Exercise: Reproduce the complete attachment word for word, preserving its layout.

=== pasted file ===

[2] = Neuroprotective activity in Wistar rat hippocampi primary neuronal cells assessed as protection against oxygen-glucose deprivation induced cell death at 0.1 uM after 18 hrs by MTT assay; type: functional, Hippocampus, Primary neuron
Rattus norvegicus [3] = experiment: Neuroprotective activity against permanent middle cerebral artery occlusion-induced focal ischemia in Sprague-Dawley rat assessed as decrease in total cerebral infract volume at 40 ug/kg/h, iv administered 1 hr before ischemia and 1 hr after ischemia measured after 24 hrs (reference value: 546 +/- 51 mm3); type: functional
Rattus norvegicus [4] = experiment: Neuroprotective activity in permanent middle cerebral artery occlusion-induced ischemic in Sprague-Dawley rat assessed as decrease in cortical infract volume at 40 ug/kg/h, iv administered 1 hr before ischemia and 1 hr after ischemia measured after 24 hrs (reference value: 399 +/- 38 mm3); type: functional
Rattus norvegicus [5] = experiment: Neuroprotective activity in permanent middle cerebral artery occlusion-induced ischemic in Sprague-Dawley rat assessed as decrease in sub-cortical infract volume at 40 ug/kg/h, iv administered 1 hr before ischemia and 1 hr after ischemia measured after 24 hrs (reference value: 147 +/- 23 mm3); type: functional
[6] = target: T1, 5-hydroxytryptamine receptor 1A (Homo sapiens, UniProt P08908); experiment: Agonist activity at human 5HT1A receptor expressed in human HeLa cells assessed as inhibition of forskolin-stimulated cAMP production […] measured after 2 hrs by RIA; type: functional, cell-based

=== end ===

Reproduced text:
[2] = Neuroprotective activity in Wistar rat hippocampi primary neuronal cells assessed as protection against oxygen-glucose deprivation induced cell death at 0.1 uM after 18 hrs by MTT assay; type: functional, Hippocampus, Primary neuron
Rattus norvegicus [3] = experiment: Neuroprotective activity against permanent middle cerebral artery occlusion-induced focal ischemia in Sprague-Dawley rat assessed as decrease in total cerebral infract volume at 40 ug/kg/h, iv administered 1 hr before ischemia and 1 hr after ischemia measured after 24 hrs (reference value: 546 +/- 51 mm3); type: functional
Rattus norvegicus [4] = experiment: Neuroprotective activity in permanent middle cerebral artery occlusion-induced ischemic in Sprague-Dawley rat assessed as decrease in cortical infract volume at 40 ug/kg/h, iv administered 1 hr before ischemia and 1 hr after ischemia measured after 24 hrs (reference value: 399 +/- 38 mm3); type: functional
Rattus norvegicus [5] = experiment: Neuroprotective activity in permanent middle cerebral artery occlusion-induced ischemic in Sprague-Dawley rat assessed as decrease in sub-cortical infract volume at 40 ug/kg/h, iv administered 1 hr before ischemia and 1 hr after ischemia measured after 24 hrs (reference value: 147 +/- 23 mm3); type: functional
[6] = target: T1, 5-hydroxytryptamine receptor 1A (Homo sapiens, UniProt P08908); experiment: Agonist activity at human 5HT1A receptor expressed in human HeLa cells assessed as inhibition of forskolin-stimulated cAMP production […] measured after 2 hrs by RIA; type: functional, cell-based